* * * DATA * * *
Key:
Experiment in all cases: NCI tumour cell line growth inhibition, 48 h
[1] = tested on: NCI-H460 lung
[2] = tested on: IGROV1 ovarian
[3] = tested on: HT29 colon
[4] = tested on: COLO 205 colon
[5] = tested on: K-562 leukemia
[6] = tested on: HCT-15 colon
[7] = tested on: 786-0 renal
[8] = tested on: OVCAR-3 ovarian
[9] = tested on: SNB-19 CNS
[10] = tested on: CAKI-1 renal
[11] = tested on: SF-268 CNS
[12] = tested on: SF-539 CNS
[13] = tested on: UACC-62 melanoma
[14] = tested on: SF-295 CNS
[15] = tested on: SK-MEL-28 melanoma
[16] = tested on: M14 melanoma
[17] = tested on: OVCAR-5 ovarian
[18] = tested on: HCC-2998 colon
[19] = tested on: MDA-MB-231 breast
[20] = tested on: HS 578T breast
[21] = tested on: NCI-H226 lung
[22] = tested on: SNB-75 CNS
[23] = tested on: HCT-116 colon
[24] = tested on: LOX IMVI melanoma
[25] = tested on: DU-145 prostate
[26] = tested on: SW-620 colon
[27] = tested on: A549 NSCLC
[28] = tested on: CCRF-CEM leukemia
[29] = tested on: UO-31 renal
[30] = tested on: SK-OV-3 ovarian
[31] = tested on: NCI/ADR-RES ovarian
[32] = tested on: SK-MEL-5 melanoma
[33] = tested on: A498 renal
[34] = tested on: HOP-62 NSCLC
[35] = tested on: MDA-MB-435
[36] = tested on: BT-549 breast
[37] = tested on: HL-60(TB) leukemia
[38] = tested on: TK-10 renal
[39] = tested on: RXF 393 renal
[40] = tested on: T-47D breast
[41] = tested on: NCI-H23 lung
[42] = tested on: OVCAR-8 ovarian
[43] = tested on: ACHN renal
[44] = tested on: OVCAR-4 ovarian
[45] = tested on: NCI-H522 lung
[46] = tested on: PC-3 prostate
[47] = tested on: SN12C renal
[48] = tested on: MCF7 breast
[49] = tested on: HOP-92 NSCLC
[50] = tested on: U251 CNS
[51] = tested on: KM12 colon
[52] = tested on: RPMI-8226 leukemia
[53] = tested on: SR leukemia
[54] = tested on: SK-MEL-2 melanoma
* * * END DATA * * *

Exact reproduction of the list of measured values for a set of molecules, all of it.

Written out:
Key:
Experiment in all cases: NCI tumour cell line growth inhibition, 48 h
[1] = tested on: NCI-H460 lung
[2] = tested on: IGROV1 ovarian
[3] = tested on: HT29 colon
[4] = tested on: COLO 205 colon
[5] = tested on: K-562 leukemia
[6] = tested on: HCT-15 colon
[7] = tested on: 786-0 renal
[8] = tested on: OVCAR-3 ovarian
[9] = tested on: SNB-19 CNS
[10] = tested on: CAKI-1 renal
[11] = tested on: SF-268 CNS
[12] = tested on: SF-539 CNS
[13] = tested on: UACC-62 melanoma
[14] = tested on: SF-295 CNS
[15] = tested on: SK-MEL-28 melanoma
[16] = tested on: M14 melanoma
[17] = tested on: OVCAR-5 ovarian
[18] = tested on: HCC-2998 colon
[19] = tested on: MDA-MB-231 breast
[20] = tested on: HS 578T breast
[21] = tested on: NCI-H226 lung
[22] = tested on: SNB-75 CNS
[23] = tested on: HCT-116 colon
[24] = tested on: LOX IMVI melanoma
[25] = tested on: DU-145 prostate
[26] = tested on: SW-620 colon
[27] = tested on: A549 NSCLC
[28] = tested on: CCRF-CEM leukemia
[29] = tested on: UO-31 renal
[30] = tested on: SK-OV-3 ovarian
[31] = tested on: NCI/ADR-RES ovarian
[32] = tested on: SK-MEL-5 melanoma
[33] = tested on: A498 renal
[34] = tested on: HOP-62 NSCLC
[35] = tested on: MDA-MB-435
[36] = tested on: BT-549 breast
[37] = tested on: HL-60(TB) leukemia
[38] = tested on: TK-10 renal
[39] = tested on: RXF 393 renal
[40] = tested on: T-47D breast
[41] = tested on: NCI-H23 lung
[42] = tested on: OVCAR-8 ovarian
[43] = tested on: ACHN renal
[44] = tested on: OVCAR-4 ovarian
[45] = tested on: NCI-H522 lung
[46] = tested on: PC-3 prostate
[47] = tested on: SN12C renal
[48] = tested on: MCF7 breast
[49] = tested on: HOP-92 NSCLC
[50] = tested on: U251 CNS
[51] = tested on: KM12 colon
[52] = tested on: RPMI-8226 leukemia
[53] = tested on: SR leukemia
[54] = tested on: SK-MEL-2 melanoma